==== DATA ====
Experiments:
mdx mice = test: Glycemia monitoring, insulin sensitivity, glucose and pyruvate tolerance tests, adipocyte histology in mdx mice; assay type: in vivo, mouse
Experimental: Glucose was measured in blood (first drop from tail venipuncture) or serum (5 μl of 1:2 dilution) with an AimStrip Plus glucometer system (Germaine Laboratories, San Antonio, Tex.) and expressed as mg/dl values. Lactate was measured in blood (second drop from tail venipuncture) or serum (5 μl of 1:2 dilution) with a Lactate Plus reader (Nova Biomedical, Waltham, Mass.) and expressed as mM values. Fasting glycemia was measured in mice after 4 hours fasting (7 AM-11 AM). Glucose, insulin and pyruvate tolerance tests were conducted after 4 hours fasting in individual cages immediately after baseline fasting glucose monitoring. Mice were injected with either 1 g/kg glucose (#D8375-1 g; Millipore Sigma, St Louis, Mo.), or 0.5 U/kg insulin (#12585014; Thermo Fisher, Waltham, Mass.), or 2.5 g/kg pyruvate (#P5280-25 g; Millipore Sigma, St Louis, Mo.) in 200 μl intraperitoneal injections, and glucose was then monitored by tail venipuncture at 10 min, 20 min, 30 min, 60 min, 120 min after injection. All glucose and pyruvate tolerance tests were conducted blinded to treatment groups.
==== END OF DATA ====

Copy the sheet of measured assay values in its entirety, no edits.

Experiments:
mdx mice = test: Glycemia monitoring, insulin sensitivity, glucose and pyruvate tolerance tests, adipocyte histology in mdx mice; assay type: in vivo, mouse
Experimental: Glucose was measured in blood (first drop from tail venipuncture) or serum (5 μl of 1:2 dilution) with an AimStrip Plus glucometer system (Germaine Laboratories, San Antonio, Tex.) and expressed as mg/dl values. Lactate was measured in blood (second drop from tail venipuncture) or serum (5 μl of 1:2 dilution) with a Lactate Plus reader (Nova Biomedical, Waltham, Mass.) and expressed as mM values. Fasting glycemia was measured in mice after 4 hours fasting (7 AM-11 AM). Glucose, insulin and pyruvate tolerance tests were conducted after 4 hours fasting in individual cages immediately after baseline fasting glucose monitoring. Mice were injected with either 1 g/kg glucose (#D8375-1 g; Millipore Sigma, St Louis, Mo.), or 0.5 U/kg insulin (#12585014; Thermo Fisher, Waltham, Mass.), or 2.5 g/kg pyruvate (#P5280-25 g; Millipore Sigma, St Louis, Mo.) in 200 μl intraperitoneal injections, and glucose was then monitored by tail venipuncture at 10 min, 20 min, 30 min, 60 min, 120 min after injection. All glucose and pyruvate tolerance tests were conducted blinded to treatment groups.